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‘Indiscriminate use of hydrogen’ could slow energy transition: Report

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A hydrogen bus photographed in Poland. Hydrogen has a diverse range of applications and can be deployed in a wide range of industries.

Dominika Zarzycka | Nurphoto | Getty Images

Hydrogen use by the G-7 could jump by four to seven times by the middle of this century compared to 2020 in order to “satisfy the needs of a net-zero emissions system,” according to a new report from the International Renewable Energy Agency.

In a foreword to the report, IRENA Director-General Francesco La Camera said it had “become clear that hydrogen must play a key role in the energy transition if the world is to meet the 1.5 °C target of the Paris Agreement.”

Despite this assertion, IRENA’s analysis — which was published on Wednesday, during the COP27 climate change summit in Egypt — paints a complex overall picture that will require a delicate balancing act going forward.

Among other things, it noted that “despite hydrogen’s great potential, it must be kept in mind that its production, transport and conversion require energy, as well as significant investment.”

“Indiscriminate use of hydrogen could therefore slow down the energy transition,” it added. “This calls for priority setting in policy making.”

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The first of these priorities, IRENA said, related to the decarbonization of “existing hydrogen applications.” The second centered around using hydrogen in “hard-to-abate applications” like aviation, steel, shipping and chemicals.

The energy transition can broadly be seen as a shift away from fossil fuels to a system dominated by renewables. Given that it depends on a multitude of factors – from technology and finance to international cooperation – how the transition pans out remains to be seen.

A spokesperson for Hydrogen Europe, an industry association, told CNBC that IRENA was “correct that the deployment of large-scale infrastructure and energy production require large-scale investments, and it is true that it requires energy to produce, store and transport hydrogen.”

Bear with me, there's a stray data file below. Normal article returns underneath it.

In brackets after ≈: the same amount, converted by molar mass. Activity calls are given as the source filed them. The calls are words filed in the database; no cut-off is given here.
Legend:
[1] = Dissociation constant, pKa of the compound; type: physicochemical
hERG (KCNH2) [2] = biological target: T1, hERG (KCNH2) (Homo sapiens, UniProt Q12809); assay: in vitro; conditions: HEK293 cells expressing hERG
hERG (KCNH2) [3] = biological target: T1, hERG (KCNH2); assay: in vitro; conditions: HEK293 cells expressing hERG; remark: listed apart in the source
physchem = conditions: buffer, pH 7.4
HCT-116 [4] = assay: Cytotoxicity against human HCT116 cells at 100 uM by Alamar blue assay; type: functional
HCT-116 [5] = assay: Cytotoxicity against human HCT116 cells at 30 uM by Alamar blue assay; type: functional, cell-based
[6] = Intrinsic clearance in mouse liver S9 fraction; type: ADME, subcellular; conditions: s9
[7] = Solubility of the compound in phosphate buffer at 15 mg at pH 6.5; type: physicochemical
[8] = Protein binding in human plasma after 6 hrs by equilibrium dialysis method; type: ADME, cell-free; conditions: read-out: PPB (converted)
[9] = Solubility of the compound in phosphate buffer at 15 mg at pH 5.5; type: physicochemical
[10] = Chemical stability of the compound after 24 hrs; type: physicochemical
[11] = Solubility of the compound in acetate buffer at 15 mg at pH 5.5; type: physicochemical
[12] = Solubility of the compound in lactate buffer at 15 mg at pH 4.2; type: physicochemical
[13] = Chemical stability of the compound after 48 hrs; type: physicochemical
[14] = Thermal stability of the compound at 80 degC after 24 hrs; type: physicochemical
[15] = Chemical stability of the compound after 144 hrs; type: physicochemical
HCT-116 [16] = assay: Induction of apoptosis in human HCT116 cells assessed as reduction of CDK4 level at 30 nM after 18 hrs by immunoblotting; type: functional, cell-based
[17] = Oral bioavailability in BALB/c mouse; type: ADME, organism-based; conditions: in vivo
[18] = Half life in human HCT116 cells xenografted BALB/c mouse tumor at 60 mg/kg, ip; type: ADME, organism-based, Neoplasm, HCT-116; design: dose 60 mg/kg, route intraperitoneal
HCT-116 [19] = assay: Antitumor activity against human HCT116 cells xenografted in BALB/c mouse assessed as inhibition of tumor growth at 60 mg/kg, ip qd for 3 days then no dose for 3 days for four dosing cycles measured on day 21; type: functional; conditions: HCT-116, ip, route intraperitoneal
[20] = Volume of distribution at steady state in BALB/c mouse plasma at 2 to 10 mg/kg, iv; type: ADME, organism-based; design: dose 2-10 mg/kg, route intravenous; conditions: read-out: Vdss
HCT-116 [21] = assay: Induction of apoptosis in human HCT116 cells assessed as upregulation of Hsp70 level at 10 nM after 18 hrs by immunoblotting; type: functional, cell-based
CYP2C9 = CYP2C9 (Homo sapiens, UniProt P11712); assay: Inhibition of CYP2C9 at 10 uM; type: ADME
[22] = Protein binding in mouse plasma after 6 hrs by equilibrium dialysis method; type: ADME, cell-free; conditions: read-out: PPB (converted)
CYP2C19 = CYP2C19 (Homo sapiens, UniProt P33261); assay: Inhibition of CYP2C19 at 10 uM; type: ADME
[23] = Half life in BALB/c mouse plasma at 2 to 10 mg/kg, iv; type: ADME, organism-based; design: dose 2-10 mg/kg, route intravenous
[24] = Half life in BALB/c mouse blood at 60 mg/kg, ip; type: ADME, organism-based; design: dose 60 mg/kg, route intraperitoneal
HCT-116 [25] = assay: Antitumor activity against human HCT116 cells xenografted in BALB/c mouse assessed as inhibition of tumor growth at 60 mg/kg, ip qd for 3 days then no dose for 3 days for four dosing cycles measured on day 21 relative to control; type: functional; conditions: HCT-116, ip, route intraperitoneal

The spokesperson said Hydrogen Europe agreed “that any development of hydrogen-related projects should be done responsibly and that certain use applications should be prioritised over others.”

“On how to prioritise, we believe this should be done as much as possible through market instruments that properly value the CO2 emission savings and other aspects (like security of supply), so that consumers can make informed choices,” they added.

A “top-down dogmatic restriction of certain sectors,” such as hydrogen for heating, should be avoided, they said.

Hopes for hydrogen

Described by the International Energy Agency as a “versatile energy carrier,” hydrogen has a diverse range of applications and can be deployed in a wide range of industries.

It can be produced in a number of ways. One method includes electrolysis, with an electric current splitting water into oxygen and hydrogen.

If the electricity used in this process comes from a renewable source such as wind or solar then some call it “green” or “renewable” hydrogen. Today, the vast majority of hydrogen generation is based on fossil fuels.

In a statement published alongside its report, IRENA said the G-7’s goal of net-zero emissions by the middle of this century would “require a significant deployment of green hydrogen.”

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Over the past few years, major economies and businesses have looked to tap into the emerging green hydrogen sector in a bid to decarbonize the way sectors integral to modern life operate.

During a roundtable discussion at COP27 last week, German Chancellor Olaf Scholz described green hydrogen as “one of the most important technologies for a climate-neutral world.”

“Green hydrogen is the key to decarbonizing our economies, especially for hard-to-electrify sectors such as steel production, the chemical industry, heavy shipping and aviation,” Scholz added, before acknowledging that a significant amount of work was needed for the sector to mature.

“Of course, green hydrogen is still an infant industry, its production is currently too cost-intensive compared to fossil fuels,” he said.

“There’s also a ‘chicken and egg’ dilemma of supply and demand where market actors block each other, waiting for the other to move.”

Also appearing on the panel was Christian Bruch, CEO of Siemens Energy. “Hydrogen will be indispensable for the decarbonization of … industry,” he said.

“The question is, for us now, how do we get there in a world which is still driven, in terms of business, by hydrocarbons,” he added. “So it requires an extra effort to make green hydrogen projects … work.”

Green hydrogen could help us cut our carbon footprint, if it overcomes some big hurdles

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